The article “Sick of Recruiters,” the Research May cover story, struck me as being out of date. Certainly with all the changes Wall Street has undergone in recent years, the recruiter role has changed as well. Yet, the article refers to “headhunters” and “middlemen” as though all recruiters are working to simply plug advisors into one or two wirehouses.
The truth is that the quality recruiter’s role has evolved as advisors have more options made available to them. It’s no longer enough to set up a meeting or make an introduction — it hasn’t been for a long time. Instead, recruiters are called on to act as a career consultant, a coach, an advisor’s advocate and an agnostic resource to help unearth and explore the nearly limitless possibilities that are available to them.
To be successful, recruiters have to know the ins and outs of the industry as a whole and be able to match the individual to the opportunity — something an online “dating service” can’t do. Likewise, while “traditional” recruiters don’t have their finger on the pulse of the independent space, cutting edge thought leaders have been making the necessary connections and doing the field work in this area for years while still keeping tabs on the wirehouses, regional firms, banks and boutiques.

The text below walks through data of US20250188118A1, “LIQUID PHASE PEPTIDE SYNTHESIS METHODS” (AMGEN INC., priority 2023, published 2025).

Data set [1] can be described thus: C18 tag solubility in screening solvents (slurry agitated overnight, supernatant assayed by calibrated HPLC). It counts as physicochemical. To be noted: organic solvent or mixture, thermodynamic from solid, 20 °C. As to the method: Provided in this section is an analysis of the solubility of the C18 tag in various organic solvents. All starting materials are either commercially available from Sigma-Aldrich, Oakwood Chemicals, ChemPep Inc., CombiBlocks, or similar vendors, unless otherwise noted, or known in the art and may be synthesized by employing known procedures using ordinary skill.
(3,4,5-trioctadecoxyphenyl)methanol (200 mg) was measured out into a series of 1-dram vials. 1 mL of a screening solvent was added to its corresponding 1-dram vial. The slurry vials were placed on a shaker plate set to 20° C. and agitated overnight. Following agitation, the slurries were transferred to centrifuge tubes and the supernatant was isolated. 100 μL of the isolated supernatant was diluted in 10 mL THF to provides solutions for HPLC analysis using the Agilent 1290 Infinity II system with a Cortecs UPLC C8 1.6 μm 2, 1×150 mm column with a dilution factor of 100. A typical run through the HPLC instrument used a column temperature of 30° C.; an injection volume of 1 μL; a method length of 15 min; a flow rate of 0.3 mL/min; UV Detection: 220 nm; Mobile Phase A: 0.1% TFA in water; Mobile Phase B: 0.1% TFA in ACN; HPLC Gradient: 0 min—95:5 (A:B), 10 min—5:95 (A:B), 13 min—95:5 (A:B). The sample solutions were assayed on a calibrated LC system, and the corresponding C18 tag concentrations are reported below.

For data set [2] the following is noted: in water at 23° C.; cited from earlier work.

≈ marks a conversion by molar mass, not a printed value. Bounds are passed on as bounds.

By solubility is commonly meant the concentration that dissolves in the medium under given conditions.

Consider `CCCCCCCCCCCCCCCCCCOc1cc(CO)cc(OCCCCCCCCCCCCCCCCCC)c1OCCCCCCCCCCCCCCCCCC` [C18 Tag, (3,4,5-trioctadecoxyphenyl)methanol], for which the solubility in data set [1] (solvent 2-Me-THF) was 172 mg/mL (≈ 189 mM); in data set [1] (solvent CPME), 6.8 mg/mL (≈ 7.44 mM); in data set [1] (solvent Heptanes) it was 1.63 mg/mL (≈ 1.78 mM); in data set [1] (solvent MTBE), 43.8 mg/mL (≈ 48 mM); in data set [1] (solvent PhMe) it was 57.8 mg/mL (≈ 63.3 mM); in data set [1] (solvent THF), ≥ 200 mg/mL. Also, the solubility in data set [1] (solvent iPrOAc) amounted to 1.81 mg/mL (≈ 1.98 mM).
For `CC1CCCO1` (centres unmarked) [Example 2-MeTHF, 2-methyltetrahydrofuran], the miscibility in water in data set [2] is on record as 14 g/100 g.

Some things the article gets flat-out wrong. For one, recruiters’ fees are not paid out of an advisor’s compensation package, but rather come from a separate pool of money paid by the hiring firm.
Likewise, deals are not on the decline. While the industry thought the transition packages paid to advisors peaked last year, it turns out that deals have hit a high-water mark now, and no one knows where they will go from here.
There is not, as the article implies, a negative impact to the advisor for using a recruiter. Instead of seeing a smaller pay package for working with a recruiter, advisors are likely to get a better deal because they’ll be more informed going into negotiations.
Similarly, a quality recruiter can help streamline what is often an overwhelming process, provide unbiased and objective competitive intelligence and analysis, act as an agent for change and ask thought-provoking questions that the advisor might not have thought to consider.
Perhaps most importantly, working with a recruiter allows the advisor to maintain a posture of strength and retain confidentiality during the due diligence process, as the recruiter acts as the front person.
Advisors aren’t sick of recruiters — they’re fed up with headhunters who want to pigeonhole them into a limited number of options. But for recruiters who are willing to keep advisors’ interests at the forefront of their practice, there’s a great demand for their services if they are willing to truly act as consultants and look at the industry as a whole, rather than just focusing on a handful of firms.